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DSENDS is a high-fidelity spacecraft simulator for Entry, Descent and Landing (EDL) on planetary and small-bodies. DSENDS (Dynamics Simulator for Entry, Descent and Surface landing) is an EDL-specific extension of a JPL multi-mission simulation toolkit Darts/Dshell which is capable of modeling spacecraft dynamics, devices, and subsystems, and is in use by interplanetary and science-craft missions such as Cassini, Galileo, SIM, and Starlight. DSENDS is currently in use by the JPL Mars Science Laboratory project to provide a high-fidelity testbed for the test of precision landing and hazard avoidance functions for future Mars missions.

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The software has core tool capabilities in dynamics, instrument/actuator device models, and real-time simulation engineering. These allow the modeling of the flighttrain elements during various phases of EDL and all of the spacecraft responses.

Various EDL-specific aspects of the simulator include the high-fidelity entry-body and parachute aerodynamic models and supporting atmospheric models. In addition the simulator provides real-time terrain and instrument simulations for terrain imaging lidars and radars. The simulator hosts guidance/navigation simulation modules for hypersonic steering and powered descent. Models for landing kinematics and dynamics are being incorporated to determine contact and impact forces. Automated statemachine driven model switching is used to handle spacecraft separations and reconfigurations. Specific visualization tools support EDL execution interpretation.

The DSENDS system is capable of supporting the entire mission lifecycle use of simulators. This includes the facility to embed the simulator into a Matlab/Simulink environment where control analysts can use the same high-fidelity simulation us ed in real-time operations within a familiar analysis environment. DSENDS also provides stand-alone simulations to provide mission visualization and support for Monte-Carlo analysis. Using the real-time features of the underlying Darts/Dshell toolkit, DSENDS can be made to operate in a VxWorks/VxSim real-time testbed.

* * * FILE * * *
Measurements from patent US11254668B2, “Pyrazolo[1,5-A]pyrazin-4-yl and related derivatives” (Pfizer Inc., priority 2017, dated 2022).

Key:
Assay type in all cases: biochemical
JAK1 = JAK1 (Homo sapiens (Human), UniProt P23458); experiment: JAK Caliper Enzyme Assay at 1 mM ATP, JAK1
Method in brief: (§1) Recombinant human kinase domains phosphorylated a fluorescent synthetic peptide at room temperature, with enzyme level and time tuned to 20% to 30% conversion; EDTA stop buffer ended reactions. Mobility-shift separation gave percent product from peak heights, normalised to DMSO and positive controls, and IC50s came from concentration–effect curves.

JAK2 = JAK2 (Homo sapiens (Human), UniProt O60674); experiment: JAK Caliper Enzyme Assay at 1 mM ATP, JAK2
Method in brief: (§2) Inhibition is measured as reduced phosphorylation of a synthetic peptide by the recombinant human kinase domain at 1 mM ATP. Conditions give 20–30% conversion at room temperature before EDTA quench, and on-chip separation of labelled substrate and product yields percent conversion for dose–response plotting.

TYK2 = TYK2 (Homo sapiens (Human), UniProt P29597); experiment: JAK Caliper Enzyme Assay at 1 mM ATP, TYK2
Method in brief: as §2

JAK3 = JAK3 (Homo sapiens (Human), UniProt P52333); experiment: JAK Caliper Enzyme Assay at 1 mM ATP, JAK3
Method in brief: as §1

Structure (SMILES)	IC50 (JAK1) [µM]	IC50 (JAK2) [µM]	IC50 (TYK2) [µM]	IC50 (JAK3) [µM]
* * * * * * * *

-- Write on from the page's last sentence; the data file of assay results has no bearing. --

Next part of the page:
The National Aeronautics and Space Administration (NASA) plans to conduct a series of challenging in-situ missions at a number of planetary and small-bodies. These include a variety of Mars rover and sample return missions, a Venus sample return mission, a Europa lander, a Titan organics explorer, and a comet nucleus sample return mission. These new missions are being conceived of as being more sophisticated in their capabilities, especially with regard to their precision in landing and their ability to handle a variety of landing hazards. A new generation of high-fidelity simulators, especially with real-time capability is required to deal with these new mission requirements.

For planetary bodies, the EDL portion of these missions are vastly more sophisticated than earlier and current missions which utilize relatively straightforward ballistic entry methods with only mechanical hazard accommodation capabilities. Precision landing is to be achieved using lifting-body aero-maneuvering methods during the hypersonic atmospheric entry phase to reduce the large landing dispersions associated with ballistic atmospheric entry. Active landing and beacon sensors are being contemplated for precision approach and hazard avoidance, with scanning lidar and radar sensors actively used in closed-loop fashion to control powered descent during the terminal phases of descent and landing.

All of these closed-loop control actions, together with the machine intelligence algorithms used to select a safe landing site based upon sensor data, are embedded into the on-board flight software and require thorough verification at all stages of development. A high-fidelity simulation, with the capability to realistically capture the relevant physics and device interactions, can provide a level of verification and validation of the algorithms, flight software, and embedded system real-time performance.

For small-body missions, the EDL portion contemplates active hovering and precision landing onto specific targets determined from earlier mapping orbits. These capabilities depend on precision navigation in a microgravity environment, active sensing to select viable landing sites, together with control actions to overcome external disturbances in the small-body proximity environment. Unlike a large planetary body, atmospheric effects are fundamentally different, as comet out-gassing is transitory rather than continuous. Descent and landing necessarily includes orbital periods during which the gravity field of the body is characterized, and a descent that is significantly slower than for planetary bodies. Due to this, sequence timing is not as critical, however an offsetting factor is the increase in uncertainty of gravitational effects, and the increased requirements for autonomy due to the typically large distances from Earth. From a simulation perspective, highfidelity nonlinear gravity models, and the ability to model a variety of spacecraft environment interactions are key to verifying EDL performance.